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Is Metro Government To Blame For The Louisville Zombie Walk Mess?

The carnage lingered well after the walking dead cleared Bardstown Road this past weekend. Trash flooded from overfilled garbage cans and lined the street. Beer bottles, food wrappers and bits of costume dotted with fake blood mounded in bus stops and business entryways.

The some 30,000 people who paraded down the city's beloved Highlands entertainment district for the annual Louisville Zombie Attack had left a major mess.

"I knew something had gone wrong," said Lyndi Lou, the event organizer, upon her return to the stretch of Bardstown Road the following day. She said it was more trash left behind than any other Zombie Walk.

But why?

The official attendance numbers aren't yet finalized for this year's event, but Lou is confident it was the largest crowd yet. And it coincided with the annual Highlands Festival — meaning even more people were lingering around the Bardstown Road area between Eastern Parkway and Highland Avenue.

Lou said the trash cans placed throughout the area were packed by 1 p.m. Her permit lasted until 1 a.m., nearly 12 hours later.

But the problem was bigger than just the crowd.

In filling out her application, Lou said she forgot to signify she'd need assistance from Metro Public Works to clean the street. That request, she said, "just got passed by." It could have made all the difference.

The day after the event, Lou returned to Bardstown Road to retrieve some equipment. She said she attempted to clean a bit, but there was just too much trash.

The city eventually took over the cleanup effort, and Lou will likely be on the hook for the bill. A spokesman for Mayor Greg Fischer's office said the total cost for the cleanup hasn't been calculated.

But did the city go far enough to ensure leftover trash could be avoided? And did officials skip some standard procedures that could've guaranteed a timely cleanup?

Applicants for a special event permit are required to submit a plan for recycling and waste, according to the city's website. So why wasn't the Zombie Walk?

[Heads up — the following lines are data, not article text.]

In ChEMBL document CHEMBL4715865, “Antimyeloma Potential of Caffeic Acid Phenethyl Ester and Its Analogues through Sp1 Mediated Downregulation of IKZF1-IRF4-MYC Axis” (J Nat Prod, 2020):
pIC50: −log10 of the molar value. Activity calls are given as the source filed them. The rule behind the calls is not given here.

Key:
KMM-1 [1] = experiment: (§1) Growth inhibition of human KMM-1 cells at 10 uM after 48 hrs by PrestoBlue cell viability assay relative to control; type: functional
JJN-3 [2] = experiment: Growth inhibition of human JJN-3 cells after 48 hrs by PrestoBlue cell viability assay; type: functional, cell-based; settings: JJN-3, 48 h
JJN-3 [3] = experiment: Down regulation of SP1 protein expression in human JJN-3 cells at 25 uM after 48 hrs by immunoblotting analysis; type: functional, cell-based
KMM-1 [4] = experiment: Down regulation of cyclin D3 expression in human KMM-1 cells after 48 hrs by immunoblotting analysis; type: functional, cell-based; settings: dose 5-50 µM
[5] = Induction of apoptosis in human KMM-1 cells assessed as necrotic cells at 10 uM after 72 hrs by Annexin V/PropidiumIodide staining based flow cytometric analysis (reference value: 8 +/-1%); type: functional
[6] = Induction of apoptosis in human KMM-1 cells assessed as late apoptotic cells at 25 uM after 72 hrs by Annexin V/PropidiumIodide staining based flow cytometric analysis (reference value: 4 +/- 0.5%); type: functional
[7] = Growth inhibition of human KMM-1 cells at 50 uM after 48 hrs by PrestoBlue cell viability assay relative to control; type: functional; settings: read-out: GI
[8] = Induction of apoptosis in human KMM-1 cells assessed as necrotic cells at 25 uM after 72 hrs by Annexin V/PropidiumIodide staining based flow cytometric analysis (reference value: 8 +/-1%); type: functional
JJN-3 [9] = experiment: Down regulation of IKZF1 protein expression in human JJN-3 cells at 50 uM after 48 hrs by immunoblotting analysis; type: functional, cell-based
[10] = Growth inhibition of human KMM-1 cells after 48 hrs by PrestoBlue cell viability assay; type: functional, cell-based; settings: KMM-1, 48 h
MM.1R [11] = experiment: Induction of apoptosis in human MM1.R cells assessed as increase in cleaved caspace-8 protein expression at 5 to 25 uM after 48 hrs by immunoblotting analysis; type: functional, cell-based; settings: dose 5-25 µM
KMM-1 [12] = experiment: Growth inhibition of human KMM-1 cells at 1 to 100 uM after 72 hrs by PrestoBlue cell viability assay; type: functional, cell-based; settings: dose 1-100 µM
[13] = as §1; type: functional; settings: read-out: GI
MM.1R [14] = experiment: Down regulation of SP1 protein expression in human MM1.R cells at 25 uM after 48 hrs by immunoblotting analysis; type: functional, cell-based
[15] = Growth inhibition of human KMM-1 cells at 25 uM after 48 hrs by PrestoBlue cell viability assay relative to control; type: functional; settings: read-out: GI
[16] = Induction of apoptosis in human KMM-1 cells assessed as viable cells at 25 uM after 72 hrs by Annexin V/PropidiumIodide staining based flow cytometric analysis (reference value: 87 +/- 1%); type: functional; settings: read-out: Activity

Lou said the topic never came up when she went over her application with city officials.

"Most of what we talked about when I dropped off my application was public safety," she said.

Robert Kirchdorfer, the city's director of codes and regulations, said he is unaware if a plan was ever submitted.

"We should have required one," he said. "I'm looking into that, with staff."

Kirchdorfer admitted the city should have asked more questions about Lou's plan for getting the road cleaned up following the event. "We're trying to get to the bottom of it so it doesn't happen again," he said.

Special event permit applicants are also required to submit a damage and cleanup deposit of up to $1,000 prior to the permit's issuance, per the city's website.

Kirchdorfer said no deposit was submitted in this case. In fact, he said a deposit is required only on a "case-by-case basis." And he added he's not sure if a deposit had ever been required for an event on a public street.

Zombie Walk organizers paid only the $75 application fee, as well as costs associated with insurance and the hiring of off-duty police as security, Kirchdorfer said.

Applicants for special event permits are also required to submit with their application a petition showing at least 75 percent of all residents and businesses in an area approve of a street-closing, according to the city's website. Kirchdorfder said no such petition was submitted with the application for the Zombie Walk.

And he said his office would work to determine who, specifically, is responsible for the cleanup fee — the Highlands Festival or the Zombie Walk.

Kirchdorfer couldn't say whether Zombie Walk organizers violated any policy by allowing the trash to remain on the street nearly a full day after the event had closed. But he said the attention paid to the aftermath has "opened some eyes." Moving forward, Metro officials will more carefully examine applications, he said.

"We're going to review our whole process here of the applications and make sure we've got an open communication and make sure we are asking questions," he said.

Regardless of the stumbles throughout the Metro permitting process, Lou isn't shying away from the issue. She said it's on her and has apologized for the mess. And she stressed the leftover trash issue wasn't malicious or intentional.

She expects to get the bill from the city sometime in October. She doesn't make a profit off the event and said whatever costs she's forced to pay will come from her own pocket. She works as a tattoo artist.

As for next year, Lou isn't sure what the plan for the Zombie Walk will be, or even if it will remain on Bardstown Road. However, she said there will be a plan to pick up the trash, that's for sure.

(Featured image from Louisville Zombie Attack 2013)

Jacob Ryan is the managing editor of the Kentucky Center for Investigative reporting. He's an award-winning investigative reporter who joined LPM in 2014. Email Jacob at jryan@lpm.org.

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